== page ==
Matthew Teitelbaum Talks Art Toronto, Private-Collector Museums & AGO Strategy
POSTED: OCTOBER 25, 2012
Matthew Teitelbaum, like most directors of major museums, is a busy man. Since guiding the Art Gallery of Ontario through a major renovation and expansion by Frank Gehry that culminated in 2008, Teitelbaum has opened major exhibitions on General Idea, Picasso, Julian Schnabel and (currently) Frida Kahlo and Diego Rivera at the museum.
There’s also been challenges along the way, too—the curatorial departures of David Moos, Dennis Reid and, more recently, Michelle Jacques; continuing concern in the Toronto community that the institution has failed to represent local artists; and, last but not least, trying to maintain a balanced budget and grow attendance in tough economic times.
Recently, on the eve of the departure to an international museums meeting in Germany, and with a visit to Art Toronto on the horizon, Teitelbaum chatted on the phone with Leah Sandals about some of the issues he’s been considering in running an art museum these days.
Leah Sandals: The AGO is about to acquire some new works at Art Toronto, just as it has at the fair’s gala evening for the past few years. Given recent curatorial departures at the gallery, who will be deciding what to acquire there?
Matthew Teitelbaum: It’s pretty straightforward. Kitty Scott, our new curator of modern and contemporary art, and Elizabeth Smith, our executive director of curatorial affairs, have been talking and thinking about it. They’re going to get into the fair early and walk around, then Kitty will make a recommendation to Elizabeth.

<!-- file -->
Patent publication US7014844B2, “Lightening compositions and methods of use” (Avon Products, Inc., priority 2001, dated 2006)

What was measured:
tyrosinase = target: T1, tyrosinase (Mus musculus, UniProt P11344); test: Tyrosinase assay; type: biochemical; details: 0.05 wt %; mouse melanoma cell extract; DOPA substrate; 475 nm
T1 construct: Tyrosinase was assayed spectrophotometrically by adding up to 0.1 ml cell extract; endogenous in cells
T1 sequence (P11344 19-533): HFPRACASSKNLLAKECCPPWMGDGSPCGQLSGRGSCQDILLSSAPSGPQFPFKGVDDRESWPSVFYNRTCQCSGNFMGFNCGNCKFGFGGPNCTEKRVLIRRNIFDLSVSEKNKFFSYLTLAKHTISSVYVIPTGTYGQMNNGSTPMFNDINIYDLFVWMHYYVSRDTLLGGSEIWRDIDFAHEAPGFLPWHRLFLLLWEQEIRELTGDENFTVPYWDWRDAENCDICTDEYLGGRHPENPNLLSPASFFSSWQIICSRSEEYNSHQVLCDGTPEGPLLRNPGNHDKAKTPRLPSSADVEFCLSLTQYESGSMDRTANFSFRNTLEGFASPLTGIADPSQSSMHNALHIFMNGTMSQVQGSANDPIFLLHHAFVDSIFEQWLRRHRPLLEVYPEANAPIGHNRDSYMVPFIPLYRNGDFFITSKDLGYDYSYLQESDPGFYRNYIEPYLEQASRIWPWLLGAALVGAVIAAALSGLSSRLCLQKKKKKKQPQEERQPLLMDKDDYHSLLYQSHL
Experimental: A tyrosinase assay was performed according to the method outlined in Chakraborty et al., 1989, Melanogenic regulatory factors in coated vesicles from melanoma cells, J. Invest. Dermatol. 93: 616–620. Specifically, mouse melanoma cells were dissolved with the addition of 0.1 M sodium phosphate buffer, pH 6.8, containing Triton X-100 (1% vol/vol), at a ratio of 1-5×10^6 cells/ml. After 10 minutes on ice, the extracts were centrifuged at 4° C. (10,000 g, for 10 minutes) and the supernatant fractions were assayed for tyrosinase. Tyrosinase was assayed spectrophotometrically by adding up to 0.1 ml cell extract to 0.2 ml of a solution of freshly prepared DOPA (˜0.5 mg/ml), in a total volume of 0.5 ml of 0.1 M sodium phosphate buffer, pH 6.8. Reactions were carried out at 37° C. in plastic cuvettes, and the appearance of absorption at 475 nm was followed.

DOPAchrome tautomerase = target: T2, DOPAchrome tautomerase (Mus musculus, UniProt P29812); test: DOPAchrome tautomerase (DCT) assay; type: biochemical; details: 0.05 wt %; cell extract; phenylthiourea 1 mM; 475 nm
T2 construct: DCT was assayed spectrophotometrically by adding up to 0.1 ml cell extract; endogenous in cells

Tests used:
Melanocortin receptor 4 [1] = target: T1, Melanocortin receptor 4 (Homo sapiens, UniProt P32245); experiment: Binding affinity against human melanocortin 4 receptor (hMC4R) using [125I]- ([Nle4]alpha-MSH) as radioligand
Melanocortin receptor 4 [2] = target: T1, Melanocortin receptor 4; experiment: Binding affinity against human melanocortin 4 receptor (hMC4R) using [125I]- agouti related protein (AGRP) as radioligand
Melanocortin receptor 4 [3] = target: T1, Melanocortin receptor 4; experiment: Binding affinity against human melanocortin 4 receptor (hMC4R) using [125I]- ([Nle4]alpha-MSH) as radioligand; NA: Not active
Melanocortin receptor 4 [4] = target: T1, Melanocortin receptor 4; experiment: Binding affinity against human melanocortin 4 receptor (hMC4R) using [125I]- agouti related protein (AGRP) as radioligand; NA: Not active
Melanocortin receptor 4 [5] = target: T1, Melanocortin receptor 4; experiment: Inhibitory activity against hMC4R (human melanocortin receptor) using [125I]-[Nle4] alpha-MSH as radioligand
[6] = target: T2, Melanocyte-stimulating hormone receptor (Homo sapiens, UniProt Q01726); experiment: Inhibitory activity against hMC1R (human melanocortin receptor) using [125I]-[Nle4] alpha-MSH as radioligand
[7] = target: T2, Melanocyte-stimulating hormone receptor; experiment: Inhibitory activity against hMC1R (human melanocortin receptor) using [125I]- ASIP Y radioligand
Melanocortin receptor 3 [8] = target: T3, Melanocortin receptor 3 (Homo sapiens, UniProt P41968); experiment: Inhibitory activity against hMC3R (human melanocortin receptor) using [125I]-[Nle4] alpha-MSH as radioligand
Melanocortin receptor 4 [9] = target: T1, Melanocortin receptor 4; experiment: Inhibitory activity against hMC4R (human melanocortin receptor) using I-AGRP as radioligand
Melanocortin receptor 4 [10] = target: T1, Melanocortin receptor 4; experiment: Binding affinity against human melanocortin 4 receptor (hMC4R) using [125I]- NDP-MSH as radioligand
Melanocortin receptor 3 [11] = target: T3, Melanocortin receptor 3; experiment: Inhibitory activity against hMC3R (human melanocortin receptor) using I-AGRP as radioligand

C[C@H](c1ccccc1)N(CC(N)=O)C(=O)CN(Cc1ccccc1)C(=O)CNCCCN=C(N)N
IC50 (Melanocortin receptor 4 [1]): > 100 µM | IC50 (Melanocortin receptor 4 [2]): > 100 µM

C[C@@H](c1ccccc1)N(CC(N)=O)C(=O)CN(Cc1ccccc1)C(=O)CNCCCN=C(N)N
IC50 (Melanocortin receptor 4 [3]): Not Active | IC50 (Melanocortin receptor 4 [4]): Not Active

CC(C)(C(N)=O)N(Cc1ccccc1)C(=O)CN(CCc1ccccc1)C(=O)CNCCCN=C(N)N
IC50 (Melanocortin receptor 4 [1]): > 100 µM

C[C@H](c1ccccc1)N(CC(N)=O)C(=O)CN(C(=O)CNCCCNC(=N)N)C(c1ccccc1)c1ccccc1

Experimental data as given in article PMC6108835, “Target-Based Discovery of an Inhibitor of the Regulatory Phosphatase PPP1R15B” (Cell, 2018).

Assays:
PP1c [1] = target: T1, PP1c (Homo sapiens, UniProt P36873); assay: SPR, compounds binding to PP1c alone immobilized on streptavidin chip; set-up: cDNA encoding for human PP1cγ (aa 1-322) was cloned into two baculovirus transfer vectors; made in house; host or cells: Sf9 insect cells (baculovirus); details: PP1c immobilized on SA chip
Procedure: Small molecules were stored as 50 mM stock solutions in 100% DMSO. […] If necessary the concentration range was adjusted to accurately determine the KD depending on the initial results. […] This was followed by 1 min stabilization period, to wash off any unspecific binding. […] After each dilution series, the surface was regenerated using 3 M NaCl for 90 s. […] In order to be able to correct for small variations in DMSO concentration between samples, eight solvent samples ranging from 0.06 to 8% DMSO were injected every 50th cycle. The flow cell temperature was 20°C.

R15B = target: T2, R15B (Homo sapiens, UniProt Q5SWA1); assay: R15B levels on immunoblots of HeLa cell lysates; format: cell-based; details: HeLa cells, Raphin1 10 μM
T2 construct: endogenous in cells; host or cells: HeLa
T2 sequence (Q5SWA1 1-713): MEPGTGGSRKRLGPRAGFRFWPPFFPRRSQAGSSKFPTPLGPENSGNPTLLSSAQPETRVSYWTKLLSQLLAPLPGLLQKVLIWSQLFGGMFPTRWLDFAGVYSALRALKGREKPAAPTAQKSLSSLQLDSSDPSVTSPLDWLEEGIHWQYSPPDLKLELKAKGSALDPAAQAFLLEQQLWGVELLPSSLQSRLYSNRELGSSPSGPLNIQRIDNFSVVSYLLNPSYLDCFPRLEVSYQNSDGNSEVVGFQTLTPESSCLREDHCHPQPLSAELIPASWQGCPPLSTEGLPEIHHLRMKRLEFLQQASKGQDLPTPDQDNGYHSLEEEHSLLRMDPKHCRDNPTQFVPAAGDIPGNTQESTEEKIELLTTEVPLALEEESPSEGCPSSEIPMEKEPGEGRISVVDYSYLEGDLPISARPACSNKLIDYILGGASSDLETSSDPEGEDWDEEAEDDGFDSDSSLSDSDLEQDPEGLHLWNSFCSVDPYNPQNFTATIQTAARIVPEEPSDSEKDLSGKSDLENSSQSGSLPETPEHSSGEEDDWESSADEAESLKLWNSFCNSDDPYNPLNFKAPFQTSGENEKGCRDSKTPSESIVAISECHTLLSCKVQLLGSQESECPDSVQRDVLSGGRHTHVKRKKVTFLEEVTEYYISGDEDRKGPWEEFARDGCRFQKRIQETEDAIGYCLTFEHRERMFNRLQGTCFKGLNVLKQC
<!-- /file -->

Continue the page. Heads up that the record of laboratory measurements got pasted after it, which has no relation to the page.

Elizabeth and Kitty will then present their selection to the chair of the AGO curatorial committee, Phil Lind, and any other members of the committee that happen to be there; then, there will be a process that acquires the works into the collection. The real answer to your question is it’s Kitty and Elizabeth, and they’re going to be working closely together.
LS: And what are they looking to acquire most this year, do you think?
MT: You know what? I really don’t know. I don’t know if they’re looking specifically for Canadian work; I don’t know if they’re looking specifically for international work. I think maybe they’re looking to buy one big thing or two bigger things, but I don’t know for sure at this point.
LS: On a different collections note—this month, two prominent Canadian collectors, David Mirvish and Michael Audain, announced plans to open their own private-collection museums. How do you feel about this development, given that it would seem to set some of their most important works off-limits from public Canadian museum collections?